Better think fast: that expensive ladies’ handbag someone’s left on the metro is bound to be swiped by the first wastrel who sees it. Do you rescue it and to see where it leads you? Well of course you do, and especially if you’re Chloë Grace Moretz as bored New York waitress Frances, who clearly needs bit of intellectual excitement in her life (that’s what hanging out with Brooklyn Beckham does for you). Like an angel of mercy, Frances does the right thing and, ignoring the protestations of her flatmate (a feisty Maika Monroe) who sees the chance of a night splashing the anonymous cash ebbing away, she takes it back to its owner, a widowed European eccentric called Greta Hideg (Isabelle Huppert). What Frances really seeks is a mother figure and the lonesome Greta willingly fits the bill – at least at first. But the girl has, of course, stepped straight down a rabbit hole. There’s a signpost up ahead, next stop: the psycho-bitch zone!
After a seven-year absence from the big screen (since 2012’s Byzantium), the mercurial undulations of Neil Jordan’s career plateau somewhat with this handsomely-shot but clichéd psychological chamber piece. From a story by Ray Wright (who co-wrote the screenplay with Jordan) it’s small in both scale and budget, unfurling from that tasty Roald Dahl-style proposition of an opener into an all-female three-hander. As the unhinged Greta, Isabelle Huppert gets all the best lines and all the darkest laughs, proving yet again that she’s at the top of her game and getting better with age. The obligatory Stephen Rae cameo (this being a Jordan movie) is engineered for the sole purpose of providing Huppert a moment of demented nastiness so splendid you’ll wish the whole movie could pirouette away with such unselfconscious glee.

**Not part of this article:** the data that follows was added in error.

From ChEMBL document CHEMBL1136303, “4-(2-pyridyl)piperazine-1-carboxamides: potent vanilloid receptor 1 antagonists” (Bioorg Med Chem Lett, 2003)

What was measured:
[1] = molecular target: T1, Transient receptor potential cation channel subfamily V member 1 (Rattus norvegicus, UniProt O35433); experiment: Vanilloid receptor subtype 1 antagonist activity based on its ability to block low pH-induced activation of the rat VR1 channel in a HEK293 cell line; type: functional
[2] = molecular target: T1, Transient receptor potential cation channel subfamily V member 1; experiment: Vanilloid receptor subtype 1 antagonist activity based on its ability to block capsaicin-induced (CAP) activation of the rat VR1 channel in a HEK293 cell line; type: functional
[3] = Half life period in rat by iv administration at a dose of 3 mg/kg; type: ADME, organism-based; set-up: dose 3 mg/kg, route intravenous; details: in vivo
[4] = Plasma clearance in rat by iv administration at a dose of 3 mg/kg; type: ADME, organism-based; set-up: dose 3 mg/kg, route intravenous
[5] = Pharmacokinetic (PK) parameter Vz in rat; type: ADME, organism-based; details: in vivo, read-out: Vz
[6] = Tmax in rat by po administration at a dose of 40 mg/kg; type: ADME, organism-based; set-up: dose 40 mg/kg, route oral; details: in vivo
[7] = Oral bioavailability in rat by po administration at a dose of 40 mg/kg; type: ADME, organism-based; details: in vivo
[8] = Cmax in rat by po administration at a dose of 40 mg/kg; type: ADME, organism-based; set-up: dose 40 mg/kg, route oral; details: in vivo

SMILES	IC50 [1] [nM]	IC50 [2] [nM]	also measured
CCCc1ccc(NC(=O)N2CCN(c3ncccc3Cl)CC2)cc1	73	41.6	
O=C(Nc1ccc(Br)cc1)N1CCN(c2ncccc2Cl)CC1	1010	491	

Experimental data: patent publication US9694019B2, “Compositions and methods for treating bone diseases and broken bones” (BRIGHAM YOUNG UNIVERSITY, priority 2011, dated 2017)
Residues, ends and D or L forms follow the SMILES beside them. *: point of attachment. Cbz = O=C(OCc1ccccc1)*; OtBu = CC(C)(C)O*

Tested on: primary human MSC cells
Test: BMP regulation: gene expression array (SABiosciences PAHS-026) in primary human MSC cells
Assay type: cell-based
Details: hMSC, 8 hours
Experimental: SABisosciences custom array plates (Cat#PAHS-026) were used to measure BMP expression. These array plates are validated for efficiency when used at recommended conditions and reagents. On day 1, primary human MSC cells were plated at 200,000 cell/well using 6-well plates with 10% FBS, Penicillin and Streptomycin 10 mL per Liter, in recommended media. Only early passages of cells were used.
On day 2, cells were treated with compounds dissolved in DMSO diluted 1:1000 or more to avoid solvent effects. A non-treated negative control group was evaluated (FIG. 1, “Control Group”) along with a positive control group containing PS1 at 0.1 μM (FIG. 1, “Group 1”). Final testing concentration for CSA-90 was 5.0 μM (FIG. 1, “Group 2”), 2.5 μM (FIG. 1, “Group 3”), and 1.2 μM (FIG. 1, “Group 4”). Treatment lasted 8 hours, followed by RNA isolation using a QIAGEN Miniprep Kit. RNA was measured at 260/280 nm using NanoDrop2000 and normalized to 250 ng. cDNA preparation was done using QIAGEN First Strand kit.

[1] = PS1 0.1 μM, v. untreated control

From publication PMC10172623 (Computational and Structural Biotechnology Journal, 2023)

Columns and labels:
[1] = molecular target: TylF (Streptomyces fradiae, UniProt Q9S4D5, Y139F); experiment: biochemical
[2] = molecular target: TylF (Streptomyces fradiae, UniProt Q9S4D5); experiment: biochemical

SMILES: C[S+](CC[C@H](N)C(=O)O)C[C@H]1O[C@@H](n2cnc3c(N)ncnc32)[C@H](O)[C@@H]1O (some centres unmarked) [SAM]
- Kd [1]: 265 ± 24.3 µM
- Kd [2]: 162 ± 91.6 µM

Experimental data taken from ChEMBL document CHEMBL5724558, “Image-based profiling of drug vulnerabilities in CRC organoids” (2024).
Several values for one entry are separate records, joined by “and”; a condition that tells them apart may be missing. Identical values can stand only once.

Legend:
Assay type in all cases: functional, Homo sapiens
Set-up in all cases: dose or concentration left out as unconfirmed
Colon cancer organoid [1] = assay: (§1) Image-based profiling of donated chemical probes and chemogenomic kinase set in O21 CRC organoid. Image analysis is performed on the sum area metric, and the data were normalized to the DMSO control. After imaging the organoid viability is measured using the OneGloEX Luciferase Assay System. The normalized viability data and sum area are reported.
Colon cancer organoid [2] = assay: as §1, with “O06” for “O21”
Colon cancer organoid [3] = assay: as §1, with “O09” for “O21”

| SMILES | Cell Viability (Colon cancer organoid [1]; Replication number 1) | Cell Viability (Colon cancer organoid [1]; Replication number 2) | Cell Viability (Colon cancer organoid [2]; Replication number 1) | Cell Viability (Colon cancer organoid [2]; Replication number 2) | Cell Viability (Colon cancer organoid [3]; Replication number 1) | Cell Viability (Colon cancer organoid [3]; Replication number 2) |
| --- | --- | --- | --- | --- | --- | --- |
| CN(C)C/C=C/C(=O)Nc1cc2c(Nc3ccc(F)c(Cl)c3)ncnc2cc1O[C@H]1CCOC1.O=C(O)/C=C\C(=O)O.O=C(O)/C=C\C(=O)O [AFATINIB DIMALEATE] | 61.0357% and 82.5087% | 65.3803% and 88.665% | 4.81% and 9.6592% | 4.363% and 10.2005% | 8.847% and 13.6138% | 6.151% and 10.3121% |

As it turns out, the oodles of class Huppert brings to proceedings aren't served by a script that crunches through the gears rather too predictably once the big ‘ah-ha!’ twist is out the way early on, and runs out of originality completely come the ending, which relies on a thriller trope so creaky you’ll want to spray WD40 at the screen. A bit of a let-down given its credentials, but there’s still enough macabre high-jinks and deft directorial touches from Jordan to make it just about the sum of its Polanski-esque parts.
GRETA / CERT: 15 / DIRECTOR: NEIL JORDAN / SCREENPLAY: RAY WRIGHT, NEIL JORDAN / STARRING: ISABELLE HUPPERT, CHLOË GRACE MORETZ, MAIKA MONROE / RELEASE DATE: APRIL 18TH
Expected Rating: 8 out of 10